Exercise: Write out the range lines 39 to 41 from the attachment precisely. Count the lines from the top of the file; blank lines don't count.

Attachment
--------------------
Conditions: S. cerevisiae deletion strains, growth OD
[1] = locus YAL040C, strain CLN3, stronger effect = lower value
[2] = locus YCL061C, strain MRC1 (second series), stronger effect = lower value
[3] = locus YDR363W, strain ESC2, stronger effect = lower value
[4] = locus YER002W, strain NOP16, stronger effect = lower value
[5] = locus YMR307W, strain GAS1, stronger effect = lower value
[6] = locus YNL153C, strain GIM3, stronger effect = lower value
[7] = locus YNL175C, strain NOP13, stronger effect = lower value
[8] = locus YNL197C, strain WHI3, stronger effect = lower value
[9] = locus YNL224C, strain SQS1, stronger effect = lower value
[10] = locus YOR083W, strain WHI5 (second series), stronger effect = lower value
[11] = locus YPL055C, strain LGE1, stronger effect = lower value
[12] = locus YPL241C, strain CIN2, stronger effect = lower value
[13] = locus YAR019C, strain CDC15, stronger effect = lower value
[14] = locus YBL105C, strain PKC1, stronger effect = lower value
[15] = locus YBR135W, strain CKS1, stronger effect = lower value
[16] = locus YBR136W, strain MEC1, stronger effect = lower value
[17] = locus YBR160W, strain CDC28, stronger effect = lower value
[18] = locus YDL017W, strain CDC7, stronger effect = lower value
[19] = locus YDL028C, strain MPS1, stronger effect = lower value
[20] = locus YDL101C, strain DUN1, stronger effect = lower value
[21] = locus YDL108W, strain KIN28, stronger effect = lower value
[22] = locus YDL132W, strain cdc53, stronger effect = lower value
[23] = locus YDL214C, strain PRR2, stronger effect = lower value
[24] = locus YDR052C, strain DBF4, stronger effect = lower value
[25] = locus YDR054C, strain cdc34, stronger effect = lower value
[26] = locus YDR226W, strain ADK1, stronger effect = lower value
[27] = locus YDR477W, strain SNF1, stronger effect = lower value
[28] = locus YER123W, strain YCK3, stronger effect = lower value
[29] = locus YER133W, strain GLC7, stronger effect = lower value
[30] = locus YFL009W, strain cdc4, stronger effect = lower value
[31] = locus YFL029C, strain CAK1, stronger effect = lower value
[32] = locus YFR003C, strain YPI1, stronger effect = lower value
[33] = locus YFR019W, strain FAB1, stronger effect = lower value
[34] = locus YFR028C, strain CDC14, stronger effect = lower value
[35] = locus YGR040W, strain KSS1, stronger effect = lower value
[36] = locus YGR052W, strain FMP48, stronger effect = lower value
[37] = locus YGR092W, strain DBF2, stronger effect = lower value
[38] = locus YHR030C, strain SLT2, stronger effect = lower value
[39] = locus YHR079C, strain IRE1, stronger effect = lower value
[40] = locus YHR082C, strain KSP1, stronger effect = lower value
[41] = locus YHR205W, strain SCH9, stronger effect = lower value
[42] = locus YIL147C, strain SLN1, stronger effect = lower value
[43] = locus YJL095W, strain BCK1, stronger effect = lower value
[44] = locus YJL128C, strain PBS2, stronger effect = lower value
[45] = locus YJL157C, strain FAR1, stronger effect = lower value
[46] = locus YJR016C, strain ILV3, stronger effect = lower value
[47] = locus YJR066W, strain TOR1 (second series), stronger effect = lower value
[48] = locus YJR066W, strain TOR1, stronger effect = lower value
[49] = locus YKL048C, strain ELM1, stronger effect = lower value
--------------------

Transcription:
[38] = locus YHR030C, strain SLT2, stronger effect = lower value
[39] = locus YHR079C, strain IRE1, stronger effect = lower value
[40] = locus YHR082C, strain KSP1, stronger effect = lower value